As a batter, out of all cricket gear, your new best friend will be the cricket bat with its willow wood blade and cane handle. According to Dr Darshil Shah at the University of Cambridge: “Willow has been the principal material for cricket bats for centuries.” Although there are certain standards, variations of cricket bats exist. All bats used in professional cricket matches must be made of wood.
When it comes to size, the maximum cricket bat width is 10.8 cm and the maximum bat length is 96.5 cm. The blade may be covered with material for protection.
Famous cricketers have used different bats throughout the years. Many cricketers playing high-level cricket today would choose to use a heavier bat to make the ball travel further when hit. In contrast, players who use lighter bats generally deflect the ball or stroke it rather than hitting it hard.
It’s common for a player to have a selection of light bats for test matches and a couple of heavier and chunkier ones for one day players. You can easily find a selection that suits your style and preferences in a cricket shop or online cricket equipment store.
The flexural and vibrational properties of the cricket bat define its efficacy. Some of them are mass, coefficient of restitution (COR) and location of the fundamental node. The fundamental node or the “sweet spot” of the bat is the area of the blade where batsmen are looking to strike the ball to achieve the largest ball exit velocity.
The coefficient of restitution (COR) is the ratio of the difference between the velocities of 2 colliding objects (like a cricket bat and cricket ball) immediately after impact compared to the difference between their velocities before the impact.
The bat with the higher coefficient of restitution (COR) will produce the greatest post-impact ball velocity. Improving the COR of bats has been the primary focus of research and development efforts of major cricket gear manufacturers over the past decade.
By now, you probably got familiar with the intimate relationship of the cricket bat and ball. It too has stuck to tradition, perhaps one of the reasons their relationship is going strong. Cricket balls are made of leather, cork, and string. The ball’s core is made of cork while the string wraps the core many times over for reinforcement.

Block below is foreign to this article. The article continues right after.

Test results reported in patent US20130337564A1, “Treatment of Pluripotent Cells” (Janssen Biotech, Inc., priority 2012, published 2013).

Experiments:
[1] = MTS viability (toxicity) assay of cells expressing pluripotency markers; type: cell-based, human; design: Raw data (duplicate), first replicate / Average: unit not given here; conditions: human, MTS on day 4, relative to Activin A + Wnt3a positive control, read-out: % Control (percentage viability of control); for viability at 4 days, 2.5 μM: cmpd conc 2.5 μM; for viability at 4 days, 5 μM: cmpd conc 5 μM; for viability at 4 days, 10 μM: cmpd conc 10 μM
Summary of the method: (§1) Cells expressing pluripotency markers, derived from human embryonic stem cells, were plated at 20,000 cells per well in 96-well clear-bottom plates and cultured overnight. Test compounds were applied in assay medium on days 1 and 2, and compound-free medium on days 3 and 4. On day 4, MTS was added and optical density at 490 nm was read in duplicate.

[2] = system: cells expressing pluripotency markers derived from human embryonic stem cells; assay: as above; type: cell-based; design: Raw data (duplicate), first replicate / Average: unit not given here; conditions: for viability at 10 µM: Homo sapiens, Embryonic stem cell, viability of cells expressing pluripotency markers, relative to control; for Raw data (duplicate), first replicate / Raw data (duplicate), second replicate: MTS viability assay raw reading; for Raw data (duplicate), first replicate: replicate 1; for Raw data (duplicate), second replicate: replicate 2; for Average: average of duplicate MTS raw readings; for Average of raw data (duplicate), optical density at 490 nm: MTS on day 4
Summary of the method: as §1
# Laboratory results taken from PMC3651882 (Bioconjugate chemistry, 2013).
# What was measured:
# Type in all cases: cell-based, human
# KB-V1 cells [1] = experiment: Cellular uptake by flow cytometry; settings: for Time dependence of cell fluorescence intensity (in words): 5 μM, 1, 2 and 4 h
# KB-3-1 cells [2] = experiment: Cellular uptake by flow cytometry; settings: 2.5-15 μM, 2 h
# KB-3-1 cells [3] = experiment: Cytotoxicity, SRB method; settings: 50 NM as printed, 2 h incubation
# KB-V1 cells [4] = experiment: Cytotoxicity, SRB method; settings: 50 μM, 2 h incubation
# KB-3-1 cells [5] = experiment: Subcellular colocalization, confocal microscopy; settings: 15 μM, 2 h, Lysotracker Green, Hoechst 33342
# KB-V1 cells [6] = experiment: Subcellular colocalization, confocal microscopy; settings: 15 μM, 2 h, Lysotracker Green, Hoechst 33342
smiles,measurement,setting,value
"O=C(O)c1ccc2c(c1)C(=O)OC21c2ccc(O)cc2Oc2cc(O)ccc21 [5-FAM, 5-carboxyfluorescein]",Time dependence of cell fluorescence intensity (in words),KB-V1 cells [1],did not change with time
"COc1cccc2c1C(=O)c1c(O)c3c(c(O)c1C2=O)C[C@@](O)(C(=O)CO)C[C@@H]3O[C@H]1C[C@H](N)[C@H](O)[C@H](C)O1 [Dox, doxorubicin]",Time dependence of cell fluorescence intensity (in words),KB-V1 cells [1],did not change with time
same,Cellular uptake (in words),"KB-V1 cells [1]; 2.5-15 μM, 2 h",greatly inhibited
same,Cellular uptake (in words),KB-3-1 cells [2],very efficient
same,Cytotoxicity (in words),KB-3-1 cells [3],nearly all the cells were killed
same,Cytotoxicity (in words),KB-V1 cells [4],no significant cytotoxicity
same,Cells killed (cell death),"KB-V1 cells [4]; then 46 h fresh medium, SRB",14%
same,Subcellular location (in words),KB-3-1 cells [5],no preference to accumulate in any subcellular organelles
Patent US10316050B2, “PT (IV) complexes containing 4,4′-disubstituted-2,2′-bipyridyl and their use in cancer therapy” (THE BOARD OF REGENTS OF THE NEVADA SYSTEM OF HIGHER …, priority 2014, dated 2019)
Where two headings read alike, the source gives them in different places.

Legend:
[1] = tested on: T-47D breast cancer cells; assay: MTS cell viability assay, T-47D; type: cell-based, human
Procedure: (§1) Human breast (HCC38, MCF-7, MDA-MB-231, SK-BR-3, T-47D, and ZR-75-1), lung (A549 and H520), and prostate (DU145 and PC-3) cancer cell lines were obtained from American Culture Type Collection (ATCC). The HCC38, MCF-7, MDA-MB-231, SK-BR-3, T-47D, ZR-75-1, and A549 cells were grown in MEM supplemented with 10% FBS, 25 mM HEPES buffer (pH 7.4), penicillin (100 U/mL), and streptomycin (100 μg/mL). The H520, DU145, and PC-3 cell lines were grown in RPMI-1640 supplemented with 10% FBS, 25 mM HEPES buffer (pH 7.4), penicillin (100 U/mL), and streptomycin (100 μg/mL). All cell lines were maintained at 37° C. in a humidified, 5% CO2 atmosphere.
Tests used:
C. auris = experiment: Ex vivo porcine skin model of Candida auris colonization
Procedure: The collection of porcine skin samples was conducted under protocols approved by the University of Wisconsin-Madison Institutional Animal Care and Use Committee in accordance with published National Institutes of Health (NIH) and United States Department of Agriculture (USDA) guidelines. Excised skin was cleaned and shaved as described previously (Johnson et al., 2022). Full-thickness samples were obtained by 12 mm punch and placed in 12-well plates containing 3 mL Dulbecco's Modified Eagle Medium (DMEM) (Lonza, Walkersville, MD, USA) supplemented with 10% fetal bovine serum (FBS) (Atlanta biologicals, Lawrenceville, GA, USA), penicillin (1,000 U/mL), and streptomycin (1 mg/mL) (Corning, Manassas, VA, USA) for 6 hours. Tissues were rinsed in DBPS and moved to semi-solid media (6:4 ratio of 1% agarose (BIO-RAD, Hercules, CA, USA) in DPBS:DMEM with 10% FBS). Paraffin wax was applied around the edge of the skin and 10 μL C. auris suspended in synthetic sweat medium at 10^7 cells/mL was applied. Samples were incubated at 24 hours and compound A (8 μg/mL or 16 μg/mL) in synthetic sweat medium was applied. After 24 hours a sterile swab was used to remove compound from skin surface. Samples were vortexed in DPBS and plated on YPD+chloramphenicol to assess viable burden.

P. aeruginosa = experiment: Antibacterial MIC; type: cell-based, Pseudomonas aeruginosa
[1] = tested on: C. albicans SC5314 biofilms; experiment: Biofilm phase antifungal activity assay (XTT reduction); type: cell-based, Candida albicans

Minor embellishments to cricket balls include moulded-granulated cork and rubber and availability in more colours. Previous research suggested that ball colour could have an effect on the reaction time of players but the opposite was proven. Catchers are free to choose whatever shade they please.
Which cricketer is allowed to wear gloves and why don’t all players wear them? Besides batters, the wicket-keeper is the only wielder permitted to wear gloves. Touching the ball with other objects besides your hand would mean losing points
Batting gloves are used by cricket batsmen for comfort, improved grip, shock absorption and prevention of injuries and blisters.
A 1998 survey of County cricketers reported hand or finger fractures by 39% of the group when batting. 25 of the 44 breaks were on the bottom, 19 on the top hand. The thumb and first finger of the bottom hand plus the small finger of the top hand were most commonly fractured. A new design was specified by physiotherapists and other experts.
Modernised cricket gloves have fibre-reinforced protection and ultralight foam for impact absorption and protection. Their double fingers, sidebars and split thumb offer better protection while the high-quality leather palm offers superior grip and feel.
Cricket pads are worn by the two batsmen and the wicket-keeper. They are not compulsory cricket gear.
A study involving the South African national cricket team included 160 players and 258 injuries overall, on average 1.6 injuries across 2 seasons. Over the two seasons, the lower limbs were easily the worst affected region. Another study showed that cricket was the worst of the team sports regarding the proportion of hematomas or bruising in children.
Cricket pads are intended for shin, knee and lower thigh protection. There is a slot for the foot at the base. Choose pads that are reinforced at all potential weak points. A fitted knee roll will offer extra knee protection while a calf wing will offer side protection. Cricket pads made with high-density foam are lightweight, allowing you to move with ease.